a. Hiring Employees and Contractors
- B.C. Employment and Labour Market Services. If you’re expanding your business and creating new employment, you might be eligible to receive subsidies that help with your human resource requirements, and offset labour force adjustments. The two programs that are available for employers are Targeted Wage Subsidy and Labour Market Partnerships. Refer to the provincial website for more information on these two programs.
b. Training New and Existing Employees
- Human Resources and Social Development Canada (HRSDC). If you are hiring and/or training your employees, you could be eligible for subsidies to help cover the costs. Refer to the HRSDC website for a listing of the available programs and to see if your business would qualify.
- B.C. Training Tax Credit Program. If you’ll be hiring and training apprentices, you could be eligible for refundable income tax credits equal to 10% of the salary and wages you pay, up to $4,000 annually per eligible apprentice. Please refer to the provincial website for more information.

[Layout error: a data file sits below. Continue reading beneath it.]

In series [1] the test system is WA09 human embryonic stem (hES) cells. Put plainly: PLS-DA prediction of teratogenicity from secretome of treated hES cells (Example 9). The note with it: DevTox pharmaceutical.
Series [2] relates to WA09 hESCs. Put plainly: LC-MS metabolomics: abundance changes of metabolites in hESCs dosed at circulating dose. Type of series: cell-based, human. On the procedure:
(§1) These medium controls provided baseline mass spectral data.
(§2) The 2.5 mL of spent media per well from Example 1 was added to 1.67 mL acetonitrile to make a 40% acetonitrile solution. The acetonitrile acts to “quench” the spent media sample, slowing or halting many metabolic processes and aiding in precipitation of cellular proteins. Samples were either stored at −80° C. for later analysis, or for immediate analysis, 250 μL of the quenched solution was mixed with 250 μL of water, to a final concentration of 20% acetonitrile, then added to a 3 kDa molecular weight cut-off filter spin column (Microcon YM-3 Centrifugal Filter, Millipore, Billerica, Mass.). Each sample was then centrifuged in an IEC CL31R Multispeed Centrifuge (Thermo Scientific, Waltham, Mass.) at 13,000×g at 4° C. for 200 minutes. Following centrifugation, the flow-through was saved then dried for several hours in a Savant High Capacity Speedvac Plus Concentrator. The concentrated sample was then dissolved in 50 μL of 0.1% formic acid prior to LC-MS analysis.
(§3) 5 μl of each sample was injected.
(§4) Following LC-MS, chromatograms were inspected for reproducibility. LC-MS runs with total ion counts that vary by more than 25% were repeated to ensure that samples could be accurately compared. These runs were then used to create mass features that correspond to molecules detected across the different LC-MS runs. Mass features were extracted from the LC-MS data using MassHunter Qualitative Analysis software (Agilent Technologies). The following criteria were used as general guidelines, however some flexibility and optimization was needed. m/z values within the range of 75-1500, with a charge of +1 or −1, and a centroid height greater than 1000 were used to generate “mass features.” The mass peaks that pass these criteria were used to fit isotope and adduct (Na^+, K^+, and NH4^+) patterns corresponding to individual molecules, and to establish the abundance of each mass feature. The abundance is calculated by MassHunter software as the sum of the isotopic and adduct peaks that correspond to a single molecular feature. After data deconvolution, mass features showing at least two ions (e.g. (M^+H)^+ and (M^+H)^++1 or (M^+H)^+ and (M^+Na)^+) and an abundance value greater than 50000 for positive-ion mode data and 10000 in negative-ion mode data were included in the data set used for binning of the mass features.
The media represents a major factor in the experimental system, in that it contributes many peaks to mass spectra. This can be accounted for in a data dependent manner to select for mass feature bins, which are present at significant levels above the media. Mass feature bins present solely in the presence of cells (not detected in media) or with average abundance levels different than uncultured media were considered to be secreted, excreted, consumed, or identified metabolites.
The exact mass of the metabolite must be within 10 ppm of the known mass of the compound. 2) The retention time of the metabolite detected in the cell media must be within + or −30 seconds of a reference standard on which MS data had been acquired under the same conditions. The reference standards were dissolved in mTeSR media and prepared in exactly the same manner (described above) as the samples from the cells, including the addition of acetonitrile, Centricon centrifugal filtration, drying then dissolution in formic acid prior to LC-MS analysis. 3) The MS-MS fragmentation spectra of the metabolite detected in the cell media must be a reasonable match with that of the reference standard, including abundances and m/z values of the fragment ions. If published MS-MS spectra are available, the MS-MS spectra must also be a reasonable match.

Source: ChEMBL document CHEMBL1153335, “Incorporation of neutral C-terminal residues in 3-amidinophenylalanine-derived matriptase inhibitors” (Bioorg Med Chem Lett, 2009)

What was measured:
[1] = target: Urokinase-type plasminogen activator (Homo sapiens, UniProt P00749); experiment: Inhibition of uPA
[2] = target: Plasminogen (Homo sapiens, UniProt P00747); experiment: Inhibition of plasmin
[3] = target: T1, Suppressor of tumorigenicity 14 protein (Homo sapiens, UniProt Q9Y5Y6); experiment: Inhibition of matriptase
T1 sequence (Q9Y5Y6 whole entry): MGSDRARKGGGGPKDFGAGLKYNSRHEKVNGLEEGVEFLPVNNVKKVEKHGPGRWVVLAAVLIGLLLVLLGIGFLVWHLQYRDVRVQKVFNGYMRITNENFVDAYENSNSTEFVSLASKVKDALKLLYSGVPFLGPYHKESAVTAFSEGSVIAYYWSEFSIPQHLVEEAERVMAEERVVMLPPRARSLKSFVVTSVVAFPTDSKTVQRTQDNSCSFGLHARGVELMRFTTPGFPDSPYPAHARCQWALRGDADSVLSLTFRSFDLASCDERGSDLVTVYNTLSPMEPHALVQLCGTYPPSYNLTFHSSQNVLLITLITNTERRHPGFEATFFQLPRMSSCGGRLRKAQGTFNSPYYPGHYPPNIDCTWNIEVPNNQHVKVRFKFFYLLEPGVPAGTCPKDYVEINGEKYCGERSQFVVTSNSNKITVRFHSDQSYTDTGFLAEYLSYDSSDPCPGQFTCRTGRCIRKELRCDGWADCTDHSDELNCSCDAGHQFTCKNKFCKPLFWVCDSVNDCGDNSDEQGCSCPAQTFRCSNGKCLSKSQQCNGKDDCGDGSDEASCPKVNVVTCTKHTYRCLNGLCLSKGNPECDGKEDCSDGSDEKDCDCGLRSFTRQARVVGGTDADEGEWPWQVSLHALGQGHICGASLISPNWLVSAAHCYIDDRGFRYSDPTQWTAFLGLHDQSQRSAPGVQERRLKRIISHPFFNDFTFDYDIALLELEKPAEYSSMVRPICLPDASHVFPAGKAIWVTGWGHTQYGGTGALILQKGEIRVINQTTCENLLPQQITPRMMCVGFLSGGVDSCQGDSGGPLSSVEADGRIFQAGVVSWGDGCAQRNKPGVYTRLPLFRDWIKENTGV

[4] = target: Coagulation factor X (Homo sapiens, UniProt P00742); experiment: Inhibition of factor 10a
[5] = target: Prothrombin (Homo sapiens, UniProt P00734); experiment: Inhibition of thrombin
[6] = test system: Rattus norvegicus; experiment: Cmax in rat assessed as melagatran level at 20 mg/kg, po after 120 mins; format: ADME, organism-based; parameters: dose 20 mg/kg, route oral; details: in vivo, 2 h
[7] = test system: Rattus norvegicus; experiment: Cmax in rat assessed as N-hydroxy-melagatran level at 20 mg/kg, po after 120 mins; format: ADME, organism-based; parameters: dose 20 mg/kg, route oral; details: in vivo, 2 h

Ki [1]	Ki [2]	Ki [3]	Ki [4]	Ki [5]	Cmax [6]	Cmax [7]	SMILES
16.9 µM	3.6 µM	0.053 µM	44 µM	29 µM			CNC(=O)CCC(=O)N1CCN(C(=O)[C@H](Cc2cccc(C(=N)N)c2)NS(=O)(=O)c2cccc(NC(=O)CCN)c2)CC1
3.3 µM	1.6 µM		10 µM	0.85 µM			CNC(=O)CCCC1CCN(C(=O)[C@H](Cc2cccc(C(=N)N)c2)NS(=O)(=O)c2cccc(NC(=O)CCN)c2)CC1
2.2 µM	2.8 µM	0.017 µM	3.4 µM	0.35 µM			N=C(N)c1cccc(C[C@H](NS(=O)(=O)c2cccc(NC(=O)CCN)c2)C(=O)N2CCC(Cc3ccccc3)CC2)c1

c. Property, Plant, and Equipment Improvements or Expansions
- Canadian Small Business Financing Program. Under this program, you could be eligible for term loans to help finance the purchase or improvement of your capital assets. Refer to Industry Canada’s website for more information.
- Business Development Bank of Canada (BDC). If you’re expanding your business, you might be able to obtain growth financing through BDC.Contact BDC for more information on the programs they offer and how to apply.
d. Research and Development
- SR&ED Tax Incentive Program. If you’re investing in research and development work done in Canada, your business could be eligible for Scientific Research and Experimental Development (SR&ED) credits. Refer to the Canada Revenue Agency website for more information.
- Industrial Research Assistance Program (IRAP). If you’re planning to grow your business by using technology to commercialize services, products, or processes in Canadian and international markets, you could be eligible for IRAP funding. Refer to the National Research Council of Canada website for more information.